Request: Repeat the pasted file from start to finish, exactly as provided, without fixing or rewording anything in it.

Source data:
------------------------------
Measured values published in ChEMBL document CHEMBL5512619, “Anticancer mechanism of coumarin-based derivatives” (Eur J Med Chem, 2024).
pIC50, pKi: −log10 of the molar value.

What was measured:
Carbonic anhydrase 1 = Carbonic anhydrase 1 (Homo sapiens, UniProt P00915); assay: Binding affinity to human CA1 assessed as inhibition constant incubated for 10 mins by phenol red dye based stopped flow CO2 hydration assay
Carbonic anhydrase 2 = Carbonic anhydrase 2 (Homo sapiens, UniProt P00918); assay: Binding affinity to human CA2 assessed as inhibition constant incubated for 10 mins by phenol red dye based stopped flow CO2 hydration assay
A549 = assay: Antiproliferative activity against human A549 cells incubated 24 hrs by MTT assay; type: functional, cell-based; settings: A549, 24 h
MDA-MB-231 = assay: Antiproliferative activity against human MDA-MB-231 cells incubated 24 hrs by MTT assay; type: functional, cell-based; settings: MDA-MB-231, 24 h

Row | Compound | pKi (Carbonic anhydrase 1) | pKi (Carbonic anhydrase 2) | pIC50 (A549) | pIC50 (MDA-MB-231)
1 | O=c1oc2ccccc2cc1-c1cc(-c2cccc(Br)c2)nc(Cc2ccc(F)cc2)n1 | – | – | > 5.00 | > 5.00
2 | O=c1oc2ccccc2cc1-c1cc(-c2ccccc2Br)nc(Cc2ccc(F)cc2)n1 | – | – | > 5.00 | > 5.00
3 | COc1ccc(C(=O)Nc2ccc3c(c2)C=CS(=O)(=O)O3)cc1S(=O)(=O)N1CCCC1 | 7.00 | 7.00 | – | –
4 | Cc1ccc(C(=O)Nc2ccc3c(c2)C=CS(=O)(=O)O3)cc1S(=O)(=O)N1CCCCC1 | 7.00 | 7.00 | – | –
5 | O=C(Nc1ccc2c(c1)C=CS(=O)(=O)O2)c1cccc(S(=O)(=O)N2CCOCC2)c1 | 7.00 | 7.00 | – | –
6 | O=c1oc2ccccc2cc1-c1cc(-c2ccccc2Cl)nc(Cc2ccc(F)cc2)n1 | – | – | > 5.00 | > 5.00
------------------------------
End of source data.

Measured values published in ChEMBL document CHEMBL5512619, “Anticancer mechanism of coumarin-based derivatives” (Eur J Med Chem, 2024).
pIC50, pKi: −log10 of the molar value.

What was measured:
Carbonic anhydrase 1 = Carbonic anhydrase 1 (Homo sapiens, UniProt P00915); assay: Binding affinity to human CA1 assessed as inhibition constant incubated for 10 mins by phenol red dye based stopped flow CO2 hydration assay
Carbonic anhydrase 2 = Carbonic anhydrase 2 (Homo sapiens, UniProt P00918); assay: Binding affinity to human CA2 assessed as inhibition constant incubated for 10 mins by phenol red dye based stopped flow CO2 hydration assay
A549 = assay: Antiproliferative activity against human A549 cells incubated 24 hrs by MTT assay; type: functional, cell-based; settings: A549, 24 h
MDA-MB-231 = assay: Antiproliferative activity against human MDA-MB-231 cells incubated 24 hrs by MTT assay; type: functional, cell-based; settings: MDA-MB-231, 24 h

Row | Compound | pKi (Carbonic anhydrase 1) | pKi (Carbonic anhydrase 2) | pIC50 (A549) | pIC50 (MDA-MB-231)
1 | O=c1oc2ccccc2cc1-c1cc(-c2cccc(Br)c2)nc(Cc2ccc(F)cc2)n1 | – | – | > 5.00 | > 5.00
2 | O=c1oc2ccccc2cc1-c1cc(-c2ccccc2Br)nc(Cc2ccc(F)cc2)n1 | – | – | > 5.00 | > 5.00
3 | COc1ccc(C(=O)Nc2ccc3c(c2)C=CS(=O)(=O)O3)cc1S(=O)(=O)N1CCCC1 | 7.00 | 7.00 | – | –
4 | Cc1ccc(C(=O)Nc2ccc3c(c2)C=CS(=O)(=O)O3)cc1S(=O)(=O)N1CCCCC1 | 7.00 | 7.00 | – | –
5 | O=C(Nc1ccc2c(c1)C=CS(=O)(=O)O2)c1cccc(S(=O)(=O)N2CCOCC2)c1 | 7.00 | 7.00 | – | –
6 | O=c1oc2ccccc2cc1-c1cc(-c2ccccc2Cl)nc(Cc2ccc(F)cc2)n1 | – | – | > 5.00 | > 5.00